Securus

Take action: Pressure mounts at Travis County Jail to stop "unconstitutional eavesdropping"

Earlier this month, we shared our petition to stop eavesdropping on prisoners at the Travis County Jail, where in-person visits have been replaced by a for-profit video conferencing service. 

Now, Jazmine Ulloa with the Austin-American Statesman has published the story, "Are there privacy flaws in inmate call systems?", sounding the alarm on phone calls between prisoners and their lawyers being unlawfully recorded at the Travis County Jail and Securus, the private company that's cashing in on it. Our friends at Texas Civil Rights Project and the Prison Justice League have filed suit. 

Read more about Take action: Pressure mounts at Travis County Jail to stop "unconstitutional eavesdropping"

Hump Day Hall of Shame: Securus video service replaces in person visits, violates attorney-client privilege in Travis County

Thanks to the Texas Civil Rights Project, Grassroots Leadership recently learned about and testified against the removal of in-person visits at the Travis County Jail. This harmful policy has limited all visiting rights to computer-based interactions even if loved ones physically visit the jail. The provider of the video conferencing technology is a private Dallas-based company, Securus, which makes $30 million each year on contracting call and video visitation services with jails and prisons.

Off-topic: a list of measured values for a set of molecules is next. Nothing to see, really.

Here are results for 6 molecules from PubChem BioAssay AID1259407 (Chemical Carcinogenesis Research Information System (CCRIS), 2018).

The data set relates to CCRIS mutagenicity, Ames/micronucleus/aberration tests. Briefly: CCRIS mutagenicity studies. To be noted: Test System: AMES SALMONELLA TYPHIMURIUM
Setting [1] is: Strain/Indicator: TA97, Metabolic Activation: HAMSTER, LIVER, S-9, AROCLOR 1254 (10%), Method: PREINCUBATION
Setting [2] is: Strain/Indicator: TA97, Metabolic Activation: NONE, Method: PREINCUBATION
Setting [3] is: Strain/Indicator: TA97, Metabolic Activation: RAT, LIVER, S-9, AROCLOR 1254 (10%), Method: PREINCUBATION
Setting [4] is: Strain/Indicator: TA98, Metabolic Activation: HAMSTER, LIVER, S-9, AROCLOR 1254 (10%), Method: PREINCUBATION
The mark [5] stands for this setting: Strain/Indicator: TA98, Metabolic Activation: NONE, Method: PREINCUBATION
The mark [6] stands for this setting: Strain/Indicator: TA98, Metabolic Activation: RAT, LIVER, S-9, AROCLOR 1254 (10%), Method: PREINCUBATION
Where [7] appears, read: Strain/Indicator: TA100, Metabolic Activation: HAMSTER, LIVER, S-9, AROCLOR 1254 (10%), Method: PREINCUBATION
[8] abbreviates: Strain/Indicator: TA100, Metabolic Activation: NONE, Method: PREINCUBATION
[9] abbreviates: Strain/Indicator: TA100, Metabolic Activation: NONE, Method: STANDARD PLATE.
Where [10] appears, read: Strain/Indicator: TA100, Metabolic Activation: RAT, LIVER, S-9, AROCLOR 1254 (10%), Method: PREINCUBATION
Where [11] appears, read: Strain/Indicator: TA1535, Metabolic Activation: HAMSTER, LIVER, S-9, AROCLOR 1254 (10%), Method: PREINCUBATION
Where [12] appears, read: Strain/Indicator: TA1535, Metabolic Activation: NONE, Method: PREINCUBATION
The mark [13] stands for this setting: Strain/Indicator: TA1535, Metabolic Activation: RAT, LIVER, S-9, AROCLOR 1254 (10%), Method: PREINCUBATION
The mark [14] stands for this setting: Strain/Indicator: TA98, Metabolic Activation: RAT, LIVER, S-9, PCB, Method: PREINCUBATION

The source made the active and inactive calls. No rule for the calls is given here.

The video “visitation” system, which costs $20 for 20 minutes, puts additional financial hardship on families, has a history of not working but still charging users, and has been used to violate attorney-client privilege through the recording and sharing of conversations.
Read more about Hump Day Hall of Shame: Securus video service replaces in person visits, violates attorney-client privilege in Travis County>

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